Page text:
Background: It was hypothesized that among eight national groups of men aged 40-59 years enrolled in the Seven Countries Study, the multivariate coefficients of major risk factors predicting coronary heart disease mortality over 25 years would be relatively similar.
Materials and methods: Sixteen cohorts were located in eight nations and pooled, comprising one cohort in the USA, two in Finland, one in the Netherlands, three in Italy, two in Croatia (former Yugoslavia), three in Serbia (Yugoslavia), two in Greece and two in Japan, for a total of over 12000 subjects at entry. Coronary heart disease (CHD) mortality was defined as fatal myocardial infarction or sudden coronary death, and proportional hazard models were solved, for each country, with age, serum cholesterol level, systolic blood pressure and cigarette consumption as covariates.
Results: The relationships between risk factors and CHD mortality were statistically significant for all risk factors and for all countries, except for age in Croatia and Japan, cholesterol in Croatia and Japan, systolic blood pressure in Serbia and Greece, and cigarette-smoking in the Netherlands, Croatia, Serbia and Greece. When comparing all pairs of coefficients (28 comparisons for each factor) significant differences were found on four occasions for age, on six occasions for cholesterol, on no occasion for blood pressure and on four occasions for cigarette-smoking. Other tests suggested a substantial homogeneity among multivariate coefficients. Estimates for pooled coefficients were: age, in years, 0.0570 (95% confidence limits 0.0465 and 0.0673); relative risk for 5 years 1.33 (95% confidence limits 1.26 and 1.40); serum cholesterol level in mg/dl, 0.0057 (95% confidence limits 0.0045 and 0.0069); relative risk for 40 mg/dl 1.31 (95% confidence limits 1.20 and 1.31); systolic blood pressure in mmHg, 0.0160, (95% confidence limits 0.0134 and 0.0185), relative risk for 20 mmHg 1.38 (95% confidence limits 1.31 and 1.45); cigarettes per day, 0.0220 (95% confidence limits 0.0170 and 0.0272); relative risk for 10 cigarettes per day 1.25 (95% confidence limits 1.18 and 1.31).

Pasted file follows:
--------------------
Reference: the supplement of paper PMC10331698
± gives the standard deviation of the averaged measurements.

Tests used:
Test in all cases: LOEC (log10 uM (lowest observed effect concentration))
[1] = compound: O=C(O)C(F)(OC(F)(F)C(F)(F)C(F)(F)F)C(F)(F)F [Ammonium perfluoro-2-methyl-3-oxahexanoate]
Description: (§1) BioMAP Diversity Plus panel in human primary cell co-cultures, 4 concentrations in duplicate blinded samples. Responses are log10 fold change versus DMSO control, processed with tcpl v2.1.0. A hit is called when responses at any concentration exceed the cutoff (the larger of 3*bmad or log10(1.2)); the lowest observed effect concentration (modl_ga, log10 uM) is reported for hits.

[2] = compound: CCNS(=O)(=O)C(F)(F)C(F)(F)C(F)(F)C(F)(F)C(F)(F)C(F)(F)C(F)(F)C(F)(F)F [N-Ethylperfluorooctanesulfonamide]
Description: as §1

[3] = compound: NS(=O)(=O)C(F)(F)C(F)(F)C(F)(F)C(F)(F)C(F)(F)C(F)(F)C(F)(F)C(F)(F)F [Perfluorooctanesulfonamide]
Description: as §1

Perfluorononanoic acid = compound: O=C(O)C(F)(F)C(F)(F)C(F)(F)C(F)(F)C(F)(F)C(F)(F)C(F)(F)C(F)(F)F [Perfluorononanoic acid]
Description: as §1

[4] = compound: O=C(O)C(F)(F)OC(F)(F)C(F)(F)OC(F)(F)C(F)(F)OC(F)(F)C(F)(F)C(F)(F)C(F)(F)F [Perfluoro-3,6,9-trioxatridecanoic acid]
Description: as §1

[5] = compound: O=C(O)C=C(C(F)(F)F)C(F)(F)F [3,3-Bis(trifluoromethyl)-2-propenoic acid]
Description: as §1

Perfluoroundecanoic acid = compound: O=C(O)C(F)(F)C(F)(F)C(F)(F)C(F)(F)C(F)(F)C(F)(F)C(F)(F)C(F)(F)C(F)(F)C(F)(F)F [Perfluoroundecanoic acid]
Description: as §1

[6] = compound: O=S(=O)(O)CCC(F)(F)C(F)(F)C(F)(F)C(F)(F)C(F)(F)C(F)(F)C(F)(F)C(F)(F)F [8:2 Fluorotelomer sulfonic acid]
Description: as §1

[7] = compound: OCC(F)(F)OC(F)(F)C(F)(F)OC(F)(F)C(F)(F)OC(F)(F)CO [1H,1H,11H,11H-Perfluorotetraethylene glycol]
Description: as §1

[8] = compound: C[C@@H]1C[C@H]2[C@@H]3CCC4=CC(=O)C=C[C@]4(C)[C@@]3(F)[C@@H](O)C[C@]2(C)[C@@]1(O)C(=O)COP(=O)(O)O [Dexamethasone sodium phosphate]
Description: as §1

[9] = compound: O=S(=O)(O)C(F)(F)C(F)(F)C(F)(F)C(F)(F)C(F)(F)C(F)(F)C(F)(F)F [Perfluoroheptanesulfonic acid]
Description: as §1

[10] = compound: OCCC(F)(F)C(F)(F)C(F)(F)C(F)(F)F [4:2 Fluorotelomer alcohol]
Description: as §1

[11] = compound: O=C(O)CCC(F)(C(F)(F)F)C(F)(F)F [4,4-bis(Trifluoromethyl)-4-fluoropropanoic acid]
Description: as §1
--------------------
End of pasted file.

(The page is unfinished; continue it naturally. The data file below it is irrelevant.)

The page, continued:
Conclusions: Great similarities were found in the multivariate coefficients of major coronary risk factors to CHD risk derived from population samples varying in CHD frequency.